New citizens sworn in on USS Hornet in Alameda

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For many, the day capped a journey of determination and promise. And now the responsibility of free speech and voting, in a new country now banning travel for some and building walls to keep out others. (KGO-TV)

They gathered on the sunbaked deck of the USS Hornet in Alameda -- 76 immigrants from 31 countries about to become American citizens.

Donovan Velasquez's family is from Nicaragua. "I do feel welcome, especially here today," said Donovan Velasquez, whose family is from Nicaragua.

For many, the day capped a journey of determination and promise. And now the responsibility of free speech and voting in a new country now banning travel for some and building walls to keep out others.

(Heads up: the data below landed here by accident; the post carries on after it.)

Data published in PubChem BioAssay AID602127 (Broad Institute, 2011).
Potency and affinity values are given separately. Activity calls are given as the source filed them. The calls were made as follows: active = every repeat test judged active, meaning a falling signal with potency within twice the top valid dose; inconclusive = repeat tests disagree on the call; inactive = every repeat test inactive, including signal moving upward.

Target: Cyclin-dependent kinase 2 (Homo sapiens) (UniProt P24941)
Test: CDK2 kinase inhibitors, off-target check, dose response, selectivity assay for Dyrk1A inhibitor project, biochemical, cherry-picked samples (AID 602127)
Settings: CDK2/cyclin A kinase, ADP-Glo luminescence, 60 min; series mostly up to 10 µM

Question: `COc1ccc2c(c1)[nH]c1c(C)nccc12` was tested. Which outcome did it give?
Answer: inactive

VIDEO: Six ways to legally enter the US and possibly obtain a green card
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A woman takes the oath of naturalization at a citizenship ceremony in San Jose, California on January 25, 2018.



Claudia Arroyo is originally from Mexico and works for a nonprofit that helps young Latinos. "I'm ready to speak out for other immigrants. I know that right now, there are many things going on, and I really want to be the voice for workers that are here," she says.

Hawesta Wassel was a little girl when her family left Afghanistan and attended the ceremony with her own daughter.

"I don't think there should be a travel ban at all. I think everyone should have the same rights as everyone else," she said.

Vice Admiral Linda Fagan of the United States Coast Guard welcomed the crowd, telling them that they make the country stronger with their passion and energy.

"Together we make America greater, and together America is greater now with your citizenship," said Fagan.

And with determination and hope for a better life, they raised their right hands, repeating the promises we're all asked to keep.
Related Topics:
politicscitizenshipimmigrationsocietywhere you liveAlameda
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